Dumping the stats was intended to make the point that even without any Craig Kimbrels or Koji Ueharas, the Arizona bullpen is looking pretty good for next year (and also for the Putz point below).  It was also to make the point that, since the only lefty in the bunch is unlikely to get cut, there are no more obvious candidates for removal.  It’s not a huge surprise to hear Jose Valverde rumors; Marcos Mateo may be the team’s primary insurance against spring injury, but if he doesn’t open the season with the team, he’s no longer an option.  Valverde would be insurance for May or June; after that, the primary insurance policies are prospects like Matt Stites or Jake Barrett.

Where Have All the Lefty Cowboys Gone?

For our Offseason Plan, one focus for Jeff and I was the anticipated need for a second lefty.  Not just any lefty — if having major league stuff and throwing with that hand were the only criteria, we (and the club) would not have written off Tony Sipp.  But a lot of the lefties have come off the board, including the expensive free agents (like J.P. Howell), some bargain guys (Manny Parra), and some trade targets (Tim Collins is no longer available in the wake of the Will Smith trade).

There aren’t a whole lot of candidates anymore, and maybe none who are promising enough to warrant bumping one of the seven guys addressed above.  Oliver Perez might be the best of the bunch, but he would not come cheap.  Mike Gonzalez, Eric O’Flaherty, Scott Downs, Jose Mijares might be the best remaining guys.  Maybe the D-backs can sign Rich Hill and his miraculous curveball on a minor league deal, but I the free agency cupboard is bare.  The trading game of musical chairs is almost complete, as well, with guys like Ian Krol and Jerry Blevins already moved.  I still like Brett Cecil, but it’s hard to justify selling assets to get a lefty reliever when the advantage over the current six RHP is marginal (even against LHB).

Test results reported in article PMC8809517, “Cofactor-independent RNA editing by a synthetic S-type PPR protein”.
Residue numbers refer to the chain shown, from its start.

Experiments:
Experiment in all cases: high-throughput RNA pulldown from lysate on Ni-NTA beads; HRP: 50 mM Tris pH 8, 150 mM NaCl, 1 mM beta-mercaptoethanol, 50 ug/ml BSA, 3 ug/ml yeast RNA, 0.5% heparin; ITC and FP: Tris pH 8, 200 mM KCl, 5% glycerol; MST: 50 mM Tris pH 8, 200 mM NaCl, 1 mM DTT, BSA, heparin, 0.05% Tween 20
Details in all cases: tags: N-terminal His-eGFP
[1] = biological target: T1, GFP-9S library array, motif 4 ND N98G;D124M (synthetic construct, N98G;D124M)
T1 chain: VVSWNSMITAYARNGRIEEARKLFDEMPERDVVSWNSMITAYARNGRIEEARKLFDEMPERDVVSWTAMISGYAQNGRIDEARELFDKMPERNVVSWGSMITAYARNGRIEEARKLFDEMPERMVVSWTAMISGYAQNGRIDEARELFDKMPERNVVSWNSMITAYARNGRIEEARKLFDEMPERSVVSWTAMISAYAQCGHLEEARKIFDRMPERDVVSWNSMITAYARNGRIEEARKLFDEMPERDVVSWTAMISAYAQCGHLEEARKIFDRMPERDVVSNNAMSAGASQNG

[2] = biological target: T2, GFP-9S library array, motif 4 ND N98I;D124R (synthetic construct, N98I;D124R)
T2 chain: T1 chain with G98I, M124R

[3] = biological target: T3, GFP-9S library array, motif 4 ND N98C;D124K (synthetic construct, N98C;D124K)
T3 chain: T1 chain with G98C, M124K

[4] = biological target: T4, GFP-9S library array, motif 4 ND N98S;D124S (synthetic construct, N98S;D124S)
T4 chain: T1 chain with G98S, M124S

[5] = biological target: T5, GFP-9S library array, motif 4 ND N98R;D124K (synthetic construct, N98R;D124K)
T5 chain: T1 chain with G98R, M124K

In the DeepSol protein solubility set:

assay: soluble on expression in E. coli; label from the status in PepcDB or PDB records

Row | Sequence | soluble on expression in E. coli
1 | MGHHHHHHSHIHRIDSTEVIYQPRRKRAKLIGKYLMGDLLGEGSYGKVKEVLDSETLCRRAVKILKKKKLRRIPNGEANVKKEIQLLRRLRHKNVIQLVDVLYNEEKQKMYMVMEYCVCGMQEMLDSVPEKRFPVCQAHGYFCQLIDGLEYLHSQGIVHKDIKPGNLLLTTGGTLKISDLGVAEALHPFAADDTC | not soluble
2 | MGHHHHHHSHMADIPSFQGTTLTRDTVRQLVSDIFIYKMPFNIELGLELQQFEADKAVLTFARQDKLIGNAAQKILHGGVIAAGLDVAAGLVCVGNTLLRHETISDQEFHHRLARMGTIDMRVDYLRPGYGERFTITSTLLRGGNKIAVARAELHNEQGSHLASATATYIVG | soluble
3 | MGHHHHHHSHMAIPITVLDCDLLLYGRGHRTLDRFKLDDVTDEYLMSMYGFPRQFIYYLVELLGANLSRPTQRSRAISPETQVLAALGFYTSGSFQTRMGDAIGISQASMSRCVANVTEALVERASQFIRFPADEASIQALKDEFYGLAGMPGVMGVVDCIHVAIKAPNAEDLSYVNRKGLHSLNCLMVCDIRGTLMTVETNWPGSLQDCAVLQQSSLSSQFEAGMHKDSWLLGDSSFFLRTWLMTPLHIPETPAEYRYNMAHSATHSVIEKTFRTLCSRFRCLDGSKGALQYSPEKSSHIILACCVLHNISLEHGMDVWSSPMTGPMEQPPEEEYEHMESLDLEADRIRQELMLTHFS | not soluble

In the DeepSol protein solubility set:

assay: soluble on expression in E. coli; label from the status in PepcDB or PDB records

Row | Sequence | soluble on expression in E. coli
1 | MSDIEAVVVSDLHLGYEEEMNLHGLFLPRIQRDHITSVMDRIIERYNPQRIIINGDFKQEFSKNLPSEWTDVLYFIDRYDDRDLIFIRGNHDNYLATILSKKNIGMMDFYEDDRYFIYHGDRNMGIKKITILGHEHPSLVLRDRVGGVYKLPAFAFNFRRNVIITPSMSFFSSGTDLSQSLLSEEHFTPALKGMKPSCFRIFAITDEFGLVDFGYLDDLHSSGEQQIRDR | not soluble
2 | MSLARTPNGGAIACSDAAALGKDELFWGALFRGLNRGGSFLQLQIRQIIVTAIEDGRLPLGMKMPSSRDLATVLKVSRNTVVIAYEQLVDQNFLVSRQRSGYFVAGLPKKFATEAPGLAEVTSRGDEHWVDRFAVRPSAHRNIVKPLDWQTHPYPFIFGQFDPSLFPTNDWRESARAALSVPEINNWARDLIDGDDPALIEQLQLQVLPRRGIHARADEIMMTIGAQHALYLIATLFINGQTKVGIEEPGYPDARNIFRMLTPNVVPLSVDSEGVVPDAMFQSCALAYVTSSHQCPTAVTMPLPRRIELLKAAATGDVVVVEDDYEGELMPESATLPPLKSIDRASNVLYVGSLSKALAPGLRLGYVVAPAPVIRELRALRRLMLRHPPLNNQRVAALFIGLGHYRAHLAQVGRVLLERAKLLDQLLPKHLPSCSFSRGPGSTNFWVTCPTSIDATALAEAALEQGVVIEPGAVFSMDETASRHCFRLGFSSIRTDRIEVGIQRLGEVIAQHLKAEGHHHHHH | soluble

We should get used to the idea of having only Thatcher, then.  At least for a while.  The leading candidate for the end of the season is probably Andrew Chafin, who is still working in the minors as a starter; come late July, the D-backs could hand Chafin a relief role if needed without damaging his chances of pitching a full season as a starter in 2015.

In the meantime, I’m looking at Will Harris, as I intimated on Monday.  Harris had a very good year before falling off in September (7 ER in 11.2 IP).  Unlike the other six guys slated for the Opening Day bullpen, the team could option him midseason if need be; I’d guess it would take more than one terrible month, or more than two mediocre months, for him to run out of rope.  And although it might not help Harris’s career, the team might be well served to line him up to face lefties.

Harris was better against LHB in 2013.  The 84 LHB who faced him hit .215, got on base at a .262 clip, and slugged .247.  The 133 RHB who faced him went .273/.338/.420.  And to compare that to our resident lefty, Joe Thatcher’s 97 LHB opponents in 2013 went .241/.323/.310 (that SLG mark is great, but jeepers, that OBP is alarming).

Small sample size?  Most definitely.  But there are two good reasons to take some meaning from a small sample, in my view.  The first is if the phenomenon is so extreme that it’s less likely to be explained by just luck; and a .509 OPS is pretty damned extreme, in my view.